Princeton makes offers to 9.25 percent of applicants in 'most selective' admission process

Princeton University has offered admission to 1,976 students, or 9.25 percent of the record 21,369 applicants for the class of 2012.

This marked the fourth consecutive year that the University set a record for the number of undergraduate applications received, even as the students were the first to apply using a single application deadline since the University announced the end of its two-phase admission process.

The University announced in September 2006 that it would end its binding early decision admission process through which students whose first choice was Princeton committed to attend if offered admission. The goal of the move to a single application deadline was to broaden and strengthen the applicant pool, and to provide greater access to students from a wider range of socioeconomic backgrounds who may not have the resources to apply early.

"Our admit rate this year was the most selective in Princeton's history," Dean of Admission Janet Lavin Rapelye said. "The record number of applications was a welcome surprise in this year of transition to one application deadline. The depth and breadth of the pool allowed us to choose a powerful class of 2012."

The University already has begun hearing from some of the students who expect to enroll, Rapelye said.

Acceptance letters were mailed March 31, and the Office of Admission also informed applicants of their decisions through an online notification system. The University expects 1,240 students to enroll in the class of 2012.  

The number of applicants represents a 12.8 percent increase over the 18,942 candidates who applied for the class of 2011. Among this year's applicants: more than 7,000 had a cumulative 4.0 grade point average; 11,000 had a combined score of 2100 or higher on the three sections of the SAT; and they came from 7,436 high schools in 137 countries. Alumni volunteers had personal contact with an unprecedented 98.5 percent of applicants, or 21,052 students.

"Given the strength of the pool, we had to make some difficult decisions," Rapelye said. "We were not able to include many students with superb credentials. The admitted students are from a wide range of backgrounds, areas and countries. We hope we can persuade them that Princeton is the right place for them."

In addition to the 1,976 offered admission, 1,526 students were offered positions on the wait list, though only half of those students are expected to choose to stay on the wait list, as in past years.

"We don't know how the yield will be affected by the end of early decision, so we may have an opportunity to use the wait list," Rapelye said. "The wait list in the past has been as large as 1,200 students, but it's slightly larger this year because we don't know what to expect in terms of the number of students who accept our offer of admission."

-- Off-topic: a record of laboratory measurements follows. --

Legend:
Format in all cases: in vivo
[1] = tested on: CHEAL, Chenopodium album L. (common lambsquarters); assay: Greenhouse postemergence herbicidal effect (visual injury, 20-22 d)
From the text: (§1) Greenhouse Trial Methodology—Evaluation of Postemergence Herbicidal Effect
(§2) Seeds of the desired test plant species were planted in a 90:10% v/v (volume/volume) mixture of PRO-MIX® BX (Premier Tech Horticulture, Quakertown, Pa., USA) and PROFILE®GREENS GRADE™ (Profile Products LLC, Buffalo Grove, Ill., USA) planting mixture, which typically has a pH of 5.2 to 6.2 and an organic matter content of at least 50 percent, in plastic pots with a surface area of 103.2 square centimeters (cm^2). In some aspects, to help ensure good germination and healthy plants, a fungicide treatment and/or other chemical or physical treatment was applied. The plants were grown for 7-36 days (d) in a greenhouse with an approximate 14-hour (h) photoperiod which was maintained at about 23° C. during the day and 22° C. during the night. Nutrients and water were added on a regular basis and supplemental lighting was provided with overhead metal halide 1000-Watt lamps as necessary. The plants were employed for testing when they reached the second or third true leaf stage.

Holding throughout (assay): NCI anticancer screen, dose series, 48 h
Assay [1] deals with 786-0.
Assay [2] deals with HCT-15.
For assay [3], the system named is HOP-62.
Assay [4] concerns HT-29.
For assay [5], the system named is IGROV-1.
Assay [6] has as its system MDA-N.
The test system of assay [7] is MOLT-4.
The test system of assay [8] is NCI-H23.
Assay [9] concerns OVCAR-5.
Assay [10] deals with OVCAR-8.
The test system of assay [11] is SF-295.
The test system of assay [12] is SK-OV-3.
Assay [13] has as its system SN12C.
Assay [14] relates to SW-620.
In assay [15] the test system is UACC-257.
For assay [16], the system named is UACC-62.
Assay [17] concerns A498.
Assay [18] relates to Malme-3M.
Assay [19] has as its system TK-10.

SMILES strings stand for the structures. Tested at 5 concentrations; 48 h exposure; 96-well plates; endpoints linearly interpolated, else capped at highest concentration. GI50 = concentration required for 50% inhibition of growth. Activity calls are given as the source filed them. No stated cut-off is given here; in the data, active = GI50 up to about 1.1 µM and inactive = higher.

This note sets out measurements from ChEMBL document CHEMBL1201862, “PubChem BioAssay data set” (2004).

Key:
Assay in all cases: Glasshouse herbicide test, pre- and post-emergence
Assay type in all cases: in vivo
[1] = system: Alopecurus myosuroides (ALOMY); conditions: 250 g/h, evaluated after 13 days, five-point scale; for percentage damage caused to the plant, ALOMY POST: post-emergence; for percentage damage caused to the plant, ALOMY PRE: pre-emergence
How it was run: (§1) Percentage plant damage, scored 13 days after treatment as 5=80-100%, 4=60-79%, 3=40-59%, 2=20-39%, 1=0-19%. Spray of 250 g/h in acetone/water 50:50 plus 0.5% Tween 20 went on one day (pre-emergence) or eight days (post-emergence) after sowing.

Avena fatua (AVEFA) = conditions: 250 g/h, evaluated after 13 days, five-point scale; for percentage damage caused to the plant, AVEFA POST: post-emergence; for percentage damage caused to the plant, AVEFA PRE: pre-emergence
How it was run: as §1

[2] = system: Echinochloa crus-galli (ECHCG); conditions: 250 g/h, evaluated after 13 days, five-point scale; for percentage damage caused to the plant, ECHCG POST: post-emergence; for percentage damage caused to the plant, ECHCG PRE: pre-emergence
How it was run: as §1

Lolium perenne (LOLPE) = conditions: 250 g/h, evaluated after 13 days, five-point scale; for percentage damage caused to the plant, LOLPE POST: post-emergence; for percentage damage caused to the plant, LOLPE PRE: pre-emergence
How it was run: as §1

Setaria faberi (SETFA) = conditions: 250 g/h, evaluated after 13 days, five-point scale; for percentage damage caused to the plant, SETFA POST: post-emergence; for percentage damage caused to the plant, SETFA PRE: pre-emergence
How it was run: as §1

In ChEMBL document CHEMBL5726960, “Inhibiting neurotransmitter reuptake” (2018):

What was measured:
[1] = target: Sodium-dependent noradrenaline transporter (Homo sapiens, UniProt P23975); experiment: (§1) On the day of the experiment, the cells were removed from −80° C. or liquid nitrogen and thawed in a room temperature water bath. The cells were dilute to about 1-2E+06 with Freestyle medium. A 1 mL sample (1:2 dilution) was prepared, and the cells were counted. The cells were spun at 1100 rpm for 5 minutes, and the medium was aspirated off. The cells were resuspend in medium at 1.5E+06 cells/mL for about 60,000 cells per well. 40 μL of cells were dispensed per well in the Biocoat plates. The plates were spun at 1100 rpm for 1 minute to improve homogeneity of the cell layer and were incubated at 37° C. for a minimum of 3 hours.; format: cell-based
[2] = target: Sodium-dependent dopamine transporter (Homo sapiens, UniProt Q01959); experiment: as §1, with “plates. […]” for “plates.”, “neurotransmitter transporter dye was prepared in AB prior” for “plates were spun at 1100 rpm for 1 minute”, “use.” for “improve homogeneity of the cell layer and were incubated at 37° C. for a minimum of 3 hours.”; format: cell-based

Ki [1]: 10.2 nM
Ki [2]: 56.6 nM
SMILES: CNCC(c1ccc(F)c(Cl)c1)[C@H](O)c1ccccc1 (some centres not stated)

While many wait-listed students will choose other alternatives, several hundred are expected to remain on the wait list. Princeton accepted 47 from the wait list last year, was unable to accept students from the wait list in the previous two years, but accepted 99 from the wait list for the class of 2008.

The students receiving outright offers of admission come from 48 states and Washington, D.C., with the largest numbers of students admitted from California, followed in order by New Jersey, New York, Pennsylvania and Massachusetts. International students make up 10.2 percent of the admitted students, and they are citizens of 61 countries, including Azerbaijan, Bangladesh, Bolivia, Cyprus, Ecuador, Ethiopia, Finland, Indonesia, Jordan, Nigeria, Sweden, Uganda, Ukraine and Uruguay.

Fifty percent of the students admitted to the class of 2012 are men, 50 percent are women, and 44.8 percent of all the admitted applicants are students of color. For the first time, the percentages of admitted men and women planning to pursue a bachelor of science in engineering were equal at 50 percent.

At the same time admissions offers were made, 52 percent of the admitted students received offers of need-based financial aid. Princeton's "no-loan" policy, which meets financial need with grants instead of loans, allows all students who qualify for financial aid to graduate debt free. Princeton's admission process is need-blind, meaning students are admitted without consideration of financial need.

Admitted students had an opportunity to review a brief description of their financial aid awards, in addition to learning their admission decision, through the online notification system beginning at 5 p.m. March 31.

"The system continues to work very well, and we had more than 12,700 students go online to check their decision within the first 90 minutes," Rapelye said.

The 1,240 students expected to enroll is in keeping with a plan initiated in 2005 to expand the undergraduate student body from 4,700 to 5,200 students by 2012.

Applicants who have not received notification of their decision may call the Office of Admission Thursday, April 3, at (609) 258-3060. Decisions will be given to applicants only. Admitted students have until Thursday, May 1, to make their college choice.